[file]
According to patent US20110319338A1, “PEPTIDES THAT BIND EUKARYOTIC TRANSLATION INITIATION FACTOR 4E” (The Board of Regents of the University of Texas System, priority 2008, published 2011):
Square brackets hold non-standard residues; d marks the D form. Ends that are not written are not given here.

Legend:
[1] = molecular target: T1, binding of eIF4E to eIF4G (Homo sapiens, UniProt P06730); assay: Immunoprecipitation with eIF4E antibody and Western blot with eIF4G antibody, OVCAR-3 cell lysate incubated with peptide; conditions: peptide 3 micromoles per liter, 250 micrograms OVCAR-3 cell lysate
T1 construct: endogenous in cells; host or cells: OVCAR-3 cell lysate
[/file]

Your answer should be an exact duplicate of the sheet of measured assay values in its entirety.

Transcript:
According to patent US20110319338A1, “PEPTIDES THAT BIND EUKARYOTIC TRANSLATION INITIATION FACTOR 4E” (The Board of Regents of the University of Texas System, priority 2008, published 2011):
Square brackets hold non-standard residues; d marks the D form. Ends that are not written are not given here.

Legend:
[1] = molecular target: T1, binding of eIF4E to eIF4G (Homo sapiens, UniProt P06730); assay: Immunoprecipitation with eIF4E antibody and Western blot with eIF4G antibody, OVCAR-3 cell lysate incubated with peptide; conditions: peptide 3 micromoles per liter, 250 micrograms OVCAR-3 cell lysate
T1 construct: endogenous in cells; host or cells: OVCAR-3 cell lysate